From May 17-19 in San Francisco’s Justin Herman Plaza, San Franciscans were surprised by the kiosk dispensing mementos from British Columbia, Canada, including mountain bikes, golf clubs, surfboards and much more.
The BC Moments Machine is an component of the ongoing ‘100 BC Moments’ cross-media campaign from Tourism British Columbia which is actively encouraging travelers to experience everything B.C. has to offer this summer. This latest high-profile promotion in San Francisco follows a successful Tourism BC event in 2010, also in San Francisco.
“We were thrilled to return to California to surprise San Franciscans with the BC Moments Machine,” says Carol Nelson, executive director of marketing, Tourism BC. “The installation allowed us to show the people of San Francisco the diverse range of travel experiences they can find in British Columbia this summer in a way that was extremely fun, and hopefully very memorable.”
Anthony Diehl, TMM’s technical director, and his colleagues worked ‘from scratch’ to develop the interactive system that drives the BC Moments Machine, which was necessary due to the type of assets being dispensed as well as the flow of the video and animation content presented during its operation.
“To create moments that clearly communicate just how awesome vacationing in BC is, we planned out how the unit would look and work, including how the internals and interactive system would function and how the mementos would be stored,” says Diehl. “The final result, from the sheer size and impact of the BC Moments Machine to the very realistic user interface and dispensing process, made a huge impact, and left most visitors more than a little stunned!”
TMM designed the BC Moments Machine to run from one powerful production server feeding four screens.
A 22″ touch screen, a 22″ messaging screen, a very bright 6′ x 8′ rear projected screen for the large vending display and an internal administration screen. The system ran a custom application developed in Open Frameworks and featured a real-time inventory management system that prevented users from selecting out-of-stock items.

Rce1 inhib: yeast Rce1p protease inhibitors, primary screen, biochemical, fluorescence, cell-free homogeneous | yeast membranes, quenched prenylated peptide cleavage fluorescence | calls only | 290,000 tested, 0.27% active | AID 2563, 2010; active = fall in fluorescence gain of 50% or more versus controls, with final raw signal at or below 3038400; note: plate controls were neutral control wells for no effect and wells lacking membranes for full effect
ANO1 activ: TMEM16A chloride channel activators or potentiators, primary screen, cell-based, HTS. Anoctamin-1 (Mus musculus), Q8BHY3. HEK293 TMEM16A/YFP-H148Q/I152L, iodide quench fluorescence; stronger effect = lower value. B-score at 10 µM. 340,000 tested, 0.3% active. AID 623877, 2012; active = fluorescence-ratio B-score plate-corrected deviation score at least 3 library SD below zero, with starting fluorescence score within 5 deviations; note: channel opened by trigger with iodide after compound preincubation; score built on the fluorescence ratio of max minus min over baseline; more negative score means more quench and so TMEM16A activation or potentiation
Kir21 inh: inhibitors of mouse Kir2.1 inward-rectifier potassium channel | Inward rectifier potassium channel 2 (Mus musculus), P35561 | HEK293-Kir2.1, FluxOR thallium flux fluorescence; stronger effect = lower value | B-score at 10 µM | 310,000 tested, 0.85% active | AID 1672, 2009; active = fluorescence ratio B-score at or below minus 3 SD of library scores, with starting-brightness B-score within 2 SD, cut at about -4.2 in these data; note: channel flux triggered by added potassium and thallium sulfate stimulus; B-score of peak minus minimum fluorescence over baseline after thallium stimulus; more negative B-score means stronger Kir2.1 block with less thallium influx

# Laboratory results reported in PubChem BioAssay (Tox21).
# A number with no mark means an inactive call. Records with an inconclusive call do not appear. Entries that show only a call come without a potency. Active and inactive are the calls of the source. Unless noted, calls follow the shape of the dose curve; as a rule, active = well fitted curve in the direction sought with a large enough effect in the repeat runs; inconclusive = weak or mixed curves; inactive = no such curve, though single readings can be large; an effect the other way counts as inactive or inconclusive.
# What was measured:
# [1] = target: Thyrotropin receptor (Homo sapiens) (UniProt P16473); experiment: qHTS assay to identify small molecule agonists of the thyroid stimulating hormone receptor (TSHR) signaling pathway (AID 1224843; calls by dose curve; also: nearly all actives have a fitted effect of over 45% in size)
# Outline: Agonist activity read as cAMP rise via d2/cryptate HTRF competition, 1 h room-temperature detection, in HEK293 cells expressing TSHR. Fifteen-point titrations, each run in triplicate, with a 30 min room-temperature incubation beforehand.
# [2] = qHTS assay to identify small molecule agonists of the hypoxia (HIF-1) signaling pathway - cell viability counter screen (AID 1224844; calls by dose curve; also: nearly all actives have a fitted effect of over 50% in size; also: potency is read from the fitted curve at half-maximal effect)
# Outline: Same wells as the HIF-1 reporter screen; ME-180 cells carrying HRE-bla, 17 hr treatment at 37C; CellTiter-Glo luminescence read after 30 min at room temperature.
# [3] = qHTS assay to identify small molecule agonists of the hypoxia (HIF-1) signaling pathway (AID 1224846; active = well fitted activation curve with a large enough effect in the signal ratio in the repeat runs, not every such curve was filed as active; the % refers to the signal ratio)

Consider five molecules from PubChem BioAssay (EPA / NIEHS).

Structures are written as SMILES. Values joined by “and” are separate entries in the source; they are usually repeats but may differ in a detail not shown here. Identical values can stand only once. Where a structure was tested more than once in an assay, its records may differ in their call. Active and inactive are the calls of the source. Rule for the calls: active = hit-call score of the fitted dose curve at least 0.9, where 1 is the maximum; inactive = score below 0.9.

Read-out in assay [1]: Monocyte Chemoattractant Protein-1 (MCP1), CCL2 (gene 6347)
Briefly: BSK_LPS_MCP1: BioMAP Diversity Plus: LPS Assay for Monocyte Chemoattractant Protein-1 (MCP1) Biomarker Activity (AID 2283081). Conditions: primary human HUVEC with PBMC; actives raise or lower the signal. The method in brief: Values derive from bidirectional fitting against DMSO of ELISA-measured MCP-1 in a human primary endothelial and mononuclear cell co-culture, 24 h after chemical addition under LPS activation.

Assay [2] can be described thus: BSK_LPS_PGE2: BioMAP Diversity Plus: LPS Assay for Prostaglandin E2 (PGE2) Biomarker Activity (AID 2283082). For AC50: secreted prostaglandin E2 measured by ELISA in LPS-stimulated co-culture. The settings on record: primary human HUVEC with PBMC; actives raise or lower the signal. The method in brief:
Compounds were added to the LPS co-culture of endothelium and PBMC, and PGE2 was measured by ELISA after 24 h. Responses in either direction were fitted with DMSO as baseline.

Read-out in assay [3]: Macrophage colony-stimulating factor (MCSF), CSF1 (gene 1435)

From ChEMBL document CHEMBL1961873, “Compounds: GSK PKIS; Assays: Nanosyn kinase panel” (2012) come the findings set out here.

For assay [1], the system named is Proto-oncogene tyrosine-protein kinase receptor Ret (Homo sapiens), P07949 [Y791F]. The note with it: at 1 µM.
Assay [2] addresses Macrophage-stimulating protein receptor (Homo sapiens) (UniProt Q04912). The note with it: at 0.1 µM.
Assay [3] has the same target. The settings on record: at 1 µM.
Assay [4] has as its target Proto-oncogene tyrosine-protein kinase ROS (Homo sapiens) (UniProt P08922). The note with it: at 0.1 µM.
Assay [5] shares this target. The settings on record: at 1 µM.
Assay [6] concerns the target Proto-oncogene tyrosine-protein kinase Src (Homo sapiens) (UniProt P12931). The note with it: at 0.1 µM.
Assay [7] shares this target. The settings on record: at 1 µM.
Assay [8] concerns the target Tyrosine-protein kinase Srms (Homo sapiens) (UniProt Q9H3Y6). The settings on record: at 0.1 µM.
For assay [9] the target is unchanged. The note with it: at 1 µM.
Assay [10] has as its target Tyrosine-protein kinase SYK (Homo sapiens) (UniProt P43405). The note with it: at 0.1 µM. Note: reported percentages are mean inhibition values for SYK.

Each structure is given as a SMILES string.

To get maximum punch on its vending display in such a tight enclosure, the team used a Christie S+ 20K projector and a custom mirror system that reflected imagery onto the external screen.
“From a technical standpoint, we had to develop a way to synchronize messaging across multiple screens, fit a massive projector into a very tight space and have enough room to fit items inside,” Diehl added. “So we had a project that would lend itself to needing a lot of hardware and a lot of space, but it had to all fit into a 9′ x 10′ x 14′ area along with kayaks, surfboards, bikes and dozens of other mementos. By keeping the final result clearly in view throughout each design stage, we ensured that we met these tight requirements.”
The Machine was ‘on’ from 7:30 a.m. until 6 p.m, each day of the activation. Much of the time it was in a ‘resting’ state, where it
still displayed messaging and information on the screens. At random times during each day, it would go into ‘active state, and during those times, everyone who interacted got a prize.
Well over 600 prizes were dispensed. Each prize was in some way related to the destination chosen, and ranged from small items like Clif Bars, tea cups and water bottles up to full sets of golf clubs (eight sets were given away) to Brodie Bikes, Sitka skim and surf boards, inflatable kayaks and a lot of native art.
“There are discussions around the vending machine being used at a later date in another location, but nothing has been confirmed at this time,” says Brad Foster, TMM managing director.